The price of detached homes has soared by 10% in the space of a year, with buyers now paying a £200,000 premium to upsize to a bigger property.
New research by Halifax has found that detached properties are rising in cost significantly more quickly than flats, terraced houses and semi-detached homes.
Here, Which? explains why bigger properties have become more popular, and analyses how much you might need to spend to upsize to a larger home in 2021.
Prices of detached houses rise by 10% in 2020
Homeowners living in flats spend an average of £56,000 to upsize to a terraced home, while those in terraced properties spend £85,000 to move to semi-detached homes.
The step between a semi-detached and detached home is the toughest to tackle, with buyers needing to spend £199,000 more to secure a bigger property.
Ongoing rises in house prices are making it even more difficult for upsizers. Halifax says house prices for existing home movers rose by 6.4% in 2020, compared with 4.5% for first-time buyers.
- Find out more: how has COVID-19 affected house prices?
How much do bigger homes cost in your region?
Halifax’s researched focused on UK averages, but the amount you’ll pay when upsizing varies significantly depending on where you live.
We’ve used data from the Land Registry to crunch the average prices paid by homebuyers purchasing different types of houses around the UK (equivalent data is not available for Northern Ireland).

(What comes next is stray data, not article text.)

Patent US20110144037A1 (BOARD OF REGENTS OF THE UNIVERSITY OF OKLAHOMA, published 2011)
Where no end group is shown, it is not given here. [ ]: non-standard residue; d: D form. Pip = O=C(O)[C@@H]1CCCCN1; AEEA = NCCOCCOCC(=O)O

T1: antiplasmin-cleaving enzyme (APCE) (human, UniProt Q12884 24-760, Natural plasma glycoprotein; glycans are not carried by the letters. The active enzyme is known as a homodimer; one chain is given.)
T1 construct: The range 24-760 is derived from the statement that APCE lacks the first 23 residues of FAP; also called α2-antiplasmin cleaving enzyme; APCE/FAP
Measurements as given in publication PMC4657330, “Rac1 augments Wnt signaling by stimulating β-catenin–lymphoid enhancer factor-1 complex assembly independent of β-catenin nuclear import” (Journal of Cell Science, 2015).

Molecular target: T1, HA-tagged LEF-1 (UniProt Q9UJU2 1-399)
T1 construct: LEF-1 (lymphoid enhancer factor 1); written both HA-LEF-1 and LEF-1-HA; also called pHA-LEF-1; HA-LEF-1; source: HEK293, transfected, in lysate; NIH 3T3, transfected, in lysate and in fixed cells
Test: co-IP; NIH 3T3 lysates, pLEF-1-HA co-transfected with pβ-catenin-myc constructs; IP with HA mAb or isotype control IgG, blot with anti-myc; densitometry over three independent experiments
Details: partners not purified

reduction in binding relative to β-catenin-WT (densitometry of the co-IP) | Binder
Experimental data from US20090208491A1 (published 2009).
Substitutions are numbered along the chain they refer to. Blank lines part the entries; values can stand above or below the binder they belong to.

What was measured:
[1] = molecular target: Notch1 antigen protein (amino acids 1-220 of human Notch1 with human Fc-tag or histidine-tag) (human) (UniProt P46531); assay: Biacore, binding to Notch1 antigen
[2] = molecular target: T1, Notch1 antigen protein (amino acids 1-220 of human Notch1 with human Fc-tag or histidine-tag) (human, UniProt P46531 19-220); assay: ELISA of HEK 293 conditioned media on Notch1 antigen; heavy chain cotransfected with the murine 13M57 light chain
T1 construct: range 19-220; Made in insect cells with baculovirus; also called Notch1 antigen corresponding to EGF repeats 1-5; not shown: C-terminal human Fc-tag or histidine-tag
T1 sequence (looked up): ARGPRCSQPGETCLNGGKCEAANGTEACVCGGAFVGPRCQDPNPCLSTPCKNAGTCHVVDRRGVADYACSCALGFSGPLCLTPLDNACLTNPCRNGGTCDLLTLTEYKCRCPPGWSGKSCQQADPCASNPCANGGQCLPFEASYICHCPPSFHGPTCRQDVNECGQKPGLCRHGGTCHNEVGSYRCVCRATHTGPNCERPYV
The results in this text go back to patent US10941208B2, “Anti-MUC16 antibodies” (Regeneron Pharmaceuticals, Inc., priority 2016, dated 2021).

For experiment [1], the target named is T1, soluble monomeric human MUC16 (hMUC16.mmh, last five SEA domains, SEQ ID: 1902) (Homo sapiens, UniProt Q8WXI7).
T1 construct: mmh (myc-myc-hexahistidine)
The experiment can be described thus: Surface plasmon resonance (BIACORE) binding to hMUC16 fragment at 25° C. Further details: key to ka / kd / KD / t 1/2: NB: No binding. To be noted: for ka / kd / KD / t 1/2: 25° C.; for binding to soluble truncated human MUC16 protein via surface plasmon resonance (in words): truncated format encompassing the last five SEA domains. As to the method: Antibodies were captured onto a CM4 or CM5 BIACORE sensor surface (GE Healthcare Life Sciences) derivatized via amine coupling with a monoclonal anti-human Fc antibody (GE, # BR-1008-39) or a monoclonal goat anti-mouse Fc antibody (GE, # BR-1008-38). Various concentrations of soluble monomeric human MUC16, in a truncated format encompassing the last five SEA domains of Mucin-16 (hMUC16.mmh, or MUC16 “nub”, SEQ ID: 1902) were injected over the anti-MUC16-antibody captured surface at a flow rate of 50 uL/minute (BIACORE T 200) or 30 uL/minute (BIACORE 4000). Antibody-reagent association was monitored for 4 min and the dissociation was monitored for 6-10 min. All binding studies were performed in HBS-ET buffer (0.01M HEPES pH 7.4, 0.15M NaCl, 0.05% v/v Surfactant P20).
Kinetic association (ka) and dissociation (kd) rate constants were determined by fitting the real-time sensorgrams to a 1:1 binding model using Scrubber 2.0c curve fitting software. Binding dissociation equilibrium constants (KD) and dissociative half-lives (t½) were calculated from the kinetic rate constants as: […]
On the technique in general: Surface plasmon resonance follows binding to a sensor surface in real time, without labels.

You can use the interactive chart below to find out how much you might need to pay to move to a bigger home in your region.
Why are detached houses becoming more expensive?
House prices are rising on all types of home, but there are a couple of reasons why the cost of bigger properties is increasing so much more quickly.
COVID-19 and the future of home working
First of all, the pandemic – and the prospect of a new way of working in the future – has affected homebuyer priorities.
Buyers are increasingly looking to move away from expensive cities in search of a better quality of life and more space.
This has been led by the likelihood that many workers will only need to commute into their office once or twice a week in the future, giving them the freedom to move further away.
The stamp duty holiday
The government’s temporary cut to stamp duty is also likely to be a major factor.
The tax break means that buyers in England and Northern Ireland can save up to £15,000 when they move home – with the maximum savings on offer to those purchasing a property for £500,000 or more.
This may have led to more buyers stretching their finances to seek out a larger ‘forever’ home sooner than they might have originally planned.